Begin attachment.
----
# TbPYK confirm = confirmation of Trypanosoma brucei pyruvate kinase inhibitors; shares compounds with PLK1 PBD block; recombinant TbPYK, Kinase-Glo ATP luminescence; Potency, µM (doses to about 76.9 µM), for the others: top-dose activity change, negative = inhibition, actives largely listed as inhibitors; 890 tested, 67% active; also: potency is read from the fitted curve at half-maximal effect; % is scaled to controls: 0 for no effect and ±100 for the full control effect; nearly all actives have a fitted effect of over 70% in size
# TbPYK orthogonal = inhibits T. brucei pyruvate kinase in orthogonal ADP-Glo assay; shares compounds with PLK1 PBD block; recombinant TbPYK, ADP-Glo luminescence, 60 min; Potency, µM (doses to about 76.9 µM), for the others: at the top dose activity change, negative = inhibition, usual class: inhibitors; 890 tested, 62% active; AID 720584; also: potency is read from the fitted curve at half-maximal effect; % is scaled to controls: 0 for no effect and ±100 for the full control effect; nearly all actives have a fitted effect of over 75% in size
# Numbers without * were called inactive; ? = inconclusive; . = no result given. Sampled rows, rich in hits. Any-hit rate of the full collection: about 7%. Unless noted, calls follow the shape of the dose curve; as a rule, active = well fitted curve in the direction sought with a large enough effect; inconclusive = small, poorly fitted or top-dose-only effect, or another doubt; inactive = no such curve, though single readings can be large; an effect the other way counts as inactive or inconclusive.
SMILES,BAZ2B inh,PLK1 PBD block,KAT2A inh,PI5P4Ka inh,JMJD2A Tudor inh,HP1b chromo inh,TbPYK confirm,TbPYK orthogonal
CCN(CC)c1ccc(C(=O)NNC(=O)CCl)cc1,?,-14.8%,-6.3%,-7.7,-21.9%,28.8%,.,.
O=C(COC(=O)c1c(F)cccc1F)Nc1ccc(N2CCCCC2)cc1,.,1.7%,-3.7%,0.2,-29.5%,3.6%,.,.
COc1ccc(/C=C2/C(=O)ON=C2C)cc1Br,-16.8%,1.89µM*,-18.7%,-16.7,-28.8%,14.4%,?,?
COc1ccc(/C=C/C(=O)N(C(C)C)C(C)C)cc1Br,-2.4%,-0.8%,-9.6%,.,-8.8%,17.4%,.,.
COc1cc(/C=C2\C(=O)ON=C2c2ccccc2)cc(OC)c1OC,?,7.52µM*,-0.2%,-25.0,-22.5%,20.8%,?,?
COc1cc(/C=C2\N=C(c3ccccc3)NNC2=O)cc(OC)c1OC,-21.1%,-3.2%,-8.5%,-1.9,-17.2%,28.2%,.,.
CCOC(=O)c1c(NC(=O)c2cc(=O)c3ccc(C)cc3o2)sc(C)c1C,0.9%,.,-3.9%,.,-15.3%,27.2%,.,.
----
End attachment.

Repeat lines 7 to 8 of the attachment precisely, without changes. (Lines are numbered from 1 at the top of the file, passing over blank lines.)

COc1ccc(/C=C2/C(=O)ON=C2C)cc1Br,-16.8%,1.89µM*,-18.7%,-16.7,-28.8%,14.4%,?,?
COc1ccc(/C=C/C(=O)N(C(C)C)C(C)C)cc1Br,-2.4%,-0.8%,-9.6%,.,-8.8%,17.4%,.,.